The example on the ColdSpring site shows how AOP can be applied to handle logging across an application, but that doesn't seem all that useful (or sexy) to me. I wanted a better scenario.
After reviewing some code in a project I've been working on, I noticed a prime example of where I could use AOP: caching.
There was code inside multiple function calls that would perform caching based on the component, method, and arguments being passed into the method. The code was using non-deterministic caching, meaning if the data didn't exist in the cache, the system would fetch the data then put it into the cache. The caching code looks similar to this:
<cfset key = application.cache.getKey("reportDAO","getReportByID",arguments) />
<cfset report = application.cache.getData(key) />
... build the report ...
<cfset application.cache.setData(key,report) />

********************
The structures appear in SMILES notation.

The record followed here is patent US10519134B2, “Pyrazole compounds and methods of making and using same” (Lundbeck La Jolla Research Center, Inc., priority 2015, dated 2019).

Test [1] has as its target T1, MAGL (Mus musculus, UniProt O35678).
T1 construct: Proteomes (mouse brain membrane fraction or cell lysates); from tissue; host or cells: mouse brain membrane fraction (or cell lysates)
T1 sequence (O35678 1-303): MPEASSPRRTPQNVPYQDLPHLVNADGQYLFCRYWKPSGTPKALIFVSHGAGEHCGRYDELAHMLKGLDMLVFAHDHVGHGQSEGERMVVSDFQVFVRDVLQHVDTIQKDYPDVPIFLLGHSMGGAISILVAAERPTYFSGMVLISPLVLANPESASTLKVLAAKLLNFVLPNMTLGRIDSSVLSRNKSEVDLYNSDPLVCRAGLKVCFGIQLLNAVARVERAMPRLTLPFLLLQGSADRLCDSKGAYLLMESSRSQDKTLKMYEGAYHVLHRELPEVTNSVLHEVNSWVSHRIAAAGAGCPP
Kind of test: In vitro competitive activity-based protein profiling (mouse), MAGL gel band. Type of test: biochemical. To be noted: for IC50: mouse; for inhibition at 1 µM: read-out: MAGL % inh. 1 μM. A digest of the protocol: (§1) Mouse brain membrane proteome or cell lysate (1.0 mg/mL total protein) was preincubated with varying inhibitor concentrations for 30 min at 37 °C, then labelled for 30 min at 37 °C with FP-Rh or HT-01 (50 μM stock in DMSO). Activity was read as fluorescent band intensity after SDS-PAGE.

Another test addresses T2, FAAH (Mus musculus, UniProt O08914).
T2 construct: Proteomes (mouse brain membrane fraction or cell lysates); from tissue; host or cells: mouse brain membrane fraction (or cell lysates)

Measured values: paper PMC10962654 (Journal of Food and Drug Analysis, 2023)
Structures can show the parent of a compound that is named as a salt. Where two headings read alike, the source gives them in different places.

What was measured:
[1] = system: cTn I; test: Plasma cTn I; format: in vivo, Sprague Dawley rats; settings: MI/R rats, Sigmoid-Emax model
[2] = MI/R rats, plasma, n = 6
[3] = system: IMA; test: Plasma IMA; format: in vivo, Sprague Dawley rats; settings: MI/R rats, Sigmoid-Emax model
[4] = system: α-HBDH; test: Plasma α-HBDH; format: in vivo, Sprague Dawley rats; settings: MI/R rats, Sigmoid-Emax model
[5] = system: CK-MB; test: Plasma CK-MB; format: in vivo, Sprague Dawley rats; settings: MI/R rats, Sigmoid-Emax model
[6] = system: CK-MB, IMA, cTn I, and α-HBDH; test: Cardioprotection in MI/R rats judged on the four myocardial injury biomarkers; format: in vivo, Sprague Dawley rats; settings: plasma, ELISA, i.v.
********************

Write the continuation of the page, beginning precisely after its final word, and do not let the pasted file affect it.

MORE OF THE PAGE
The code worked fine, but I had to add those same 4 lines of code to each method I wanted to cache. Plus, it led to a low level of cohesion; the method needed to know how to build a report as well as how to store and retrieve itself in memory.
With AOP, I could now configure ColdSpring to intercept each method call I wanted to cache without having to flood my code with caching logic.
As a nice side bonus, the non-deterministic key/value caching strategy I was using turned out to be similar to how memcached, a high-performance, distributed memory object caching system, caches its data. Knowing this, I was able to modify the caching advice component I created and plugin memcached in a matter of minutes.
I'm currently working on an XML based caching component that will handle bean/method caching in the request scope, session scope, and memcached. I'll post more details when I have something to show.